The New Zealand Blood Service has launched a new app, which has been upgraded with a range of new features to make it easier for New Zealanders to give blood and a heart-warming campaign for World Blood Donor Day, bringing forward people whose lives have been saved from donated blood to say ‘thank you’ to donors.
With the new app, donators can book appointments, access maps of all the blood drives across the country and share when they have donated across social media platforms. Whole blood donors that download the app will also receive a notification when their blood has been used to help save a fellow Kiwi’s life, according the release.
“We had an old app that was developed in 2009 but it had limited functionality,” says New Zealand Blood Service national manager marketing and communications Asuka Burge. “We knew there was an opportunity to make something much better, especially with the technological advances that apps have made in the past few years. We conducted an RFP process in 2015, and Sush Mobile was appointed as the developer in December 2015.”
Instead of carrying a physical donor ID card, donors arriving at an appointment can now present their ID in the app. Users of the app will also be able to see their blood type, access their donation history and view upcoming appointments via the app.
The days until donors are eligible to donate again will also be shown in the app to provide a reminder.
“Over 50 percent of blood donations are made through mobile blood drives across the country,” Burge says.
“Staying connected with all our donors, not just those that visit a donor centre is vitally important to NZBS. The app was developed in an intuitive way that will enable us to stay connected with all of our donors, creating regular touchpoints that we hope will act as a call to action to continue donating and encourage others to do so as well.”
The new campaign features five survival stories of Kiwis to put a face to the typically anonymous blood donation process.
Milk & Honey created the videos, while Young & Shand created the campaign elements.
The black and white clips feature the survivors telling their stories and thanking the donors who helped save their lives. In some, a survivor’s family member appears with them, showing those who would have missed them most if they hadn’t been rescued by the donated blood.
“Our blood donors are amazing. They give the gift of life, a part of themselves, to help someone they will never meet. Why? Because they want to help. Donors are very altruistic and so we wanted to show them who they might have helped, and strengthen that bond between donors and recipients,” says New Zealand Blood Service national manager marketing and communications Asuka Burge.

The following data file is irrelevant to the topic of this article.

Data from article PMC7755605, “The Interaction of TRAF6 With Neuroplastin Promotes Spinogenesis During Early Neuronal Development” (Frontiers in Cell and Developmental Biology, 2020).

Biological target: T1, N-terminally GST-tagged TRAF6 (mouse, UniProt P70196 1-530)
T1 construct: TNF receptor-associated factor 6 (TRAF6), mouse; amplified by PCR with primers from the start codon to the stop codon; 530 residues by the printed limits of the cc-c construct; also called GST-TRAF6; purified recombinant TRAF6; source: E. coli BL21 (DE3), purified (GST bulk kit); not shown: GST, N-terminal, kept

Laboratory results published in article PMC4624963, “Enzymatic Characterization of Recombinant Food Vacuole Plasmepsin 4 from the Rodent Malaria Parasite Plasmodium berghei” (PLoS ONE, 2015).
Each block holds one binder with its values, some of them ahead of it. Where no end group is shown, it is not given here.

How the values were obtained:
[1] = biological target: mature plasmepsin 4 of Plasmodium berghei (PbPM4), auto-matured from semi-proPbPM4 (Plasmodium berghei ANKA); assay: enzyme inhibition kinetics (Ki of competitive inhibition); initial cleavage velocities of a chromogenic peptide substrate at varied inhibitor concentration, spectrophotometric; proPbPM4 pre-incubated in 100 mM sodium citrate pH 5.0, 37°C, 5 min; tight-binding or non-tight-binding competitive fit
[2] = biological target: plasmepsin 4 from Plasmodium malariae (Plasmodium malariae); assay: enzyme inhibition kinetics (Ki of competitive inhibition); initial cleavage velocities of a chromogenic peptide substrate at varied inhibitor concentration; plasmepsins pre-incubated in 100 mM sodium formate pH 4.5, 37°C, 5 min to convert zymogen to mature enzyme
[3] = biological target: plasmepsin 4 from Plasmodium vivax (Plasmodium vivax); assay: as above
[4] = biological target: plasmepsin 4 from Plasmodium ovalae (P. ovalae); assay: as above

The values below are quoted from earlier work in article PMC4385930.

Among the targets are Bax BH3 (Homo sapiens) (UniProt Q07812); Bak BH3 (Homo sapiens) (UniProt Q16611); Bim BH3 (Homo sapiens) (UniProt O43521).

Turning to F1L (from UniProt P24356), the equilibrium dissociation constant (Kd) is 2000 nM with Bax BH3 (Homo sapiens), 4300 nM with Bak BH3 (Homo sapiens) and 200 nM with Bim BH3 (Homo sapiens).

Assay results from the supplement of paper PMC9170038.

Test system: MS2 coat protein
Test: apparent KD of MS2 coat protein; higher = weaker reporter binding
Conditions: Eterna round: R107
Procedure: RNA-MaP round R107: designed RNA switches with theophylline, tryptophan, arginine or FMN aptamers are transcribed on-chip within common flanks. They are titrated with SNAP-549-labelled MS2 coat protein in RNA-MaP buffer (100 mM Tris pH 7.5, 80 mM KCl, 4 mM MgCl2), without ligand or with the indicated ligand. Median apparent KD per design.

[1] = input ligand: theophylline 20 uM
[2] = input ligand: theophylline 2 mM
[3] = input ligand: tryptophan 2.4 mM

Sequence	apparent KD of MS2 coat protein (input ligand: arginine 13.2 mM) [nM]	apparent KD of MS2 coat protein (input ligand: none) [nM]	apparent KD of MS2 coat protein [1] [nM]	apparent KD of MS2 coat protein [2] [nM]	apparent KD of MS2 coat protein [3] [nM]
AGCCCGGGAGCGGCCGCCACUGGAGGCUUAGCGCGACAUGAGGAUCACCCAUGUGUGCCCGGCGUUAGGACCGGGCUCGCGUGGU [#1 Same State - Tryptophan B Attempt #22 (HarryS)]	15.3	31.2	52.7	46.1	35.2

“World Blood Donor Day is about thanking blood donors. So what better way than to have people who have received blood or blood products, to thank them directly. We wanted to create that emotional connection and be able to show the amazing positive difference donors have made to other people’s lives. When we did a call out to ask people to come forward who had received blood we had an amazing response – so it provided recipients with the opportunity to thank donors too.”
Last year 110,000 New Zealanders donated over 160,000 units of blood, helping to save the lives of over 42,000 ordinary Kiwis. For many, this great act of giving quite simply made the difference between life and death, the release says.
Burge says over the past ten years the number of donors has decreased by over 40,000, but that there are good reasons why it has decreased.
She says over the past couple of years the number of people donating has been a bit more steady. “However, with only 110,000 donors, that’s less than four percent of the eligible population. We lose about 27,000 donors a year for a variety of reasons such as donors are retired, they move away, we lose touch or they might have to be deferred for medical conditions. So we need new donors to come on board to ensure we can supply the forecasted demand for plasma in the future.”
Burge says in New Zealand we have one of the safest blood supplies in the world. “Our current challenge is keeping up with the demand for plasma, and raising awareness for blood donations.”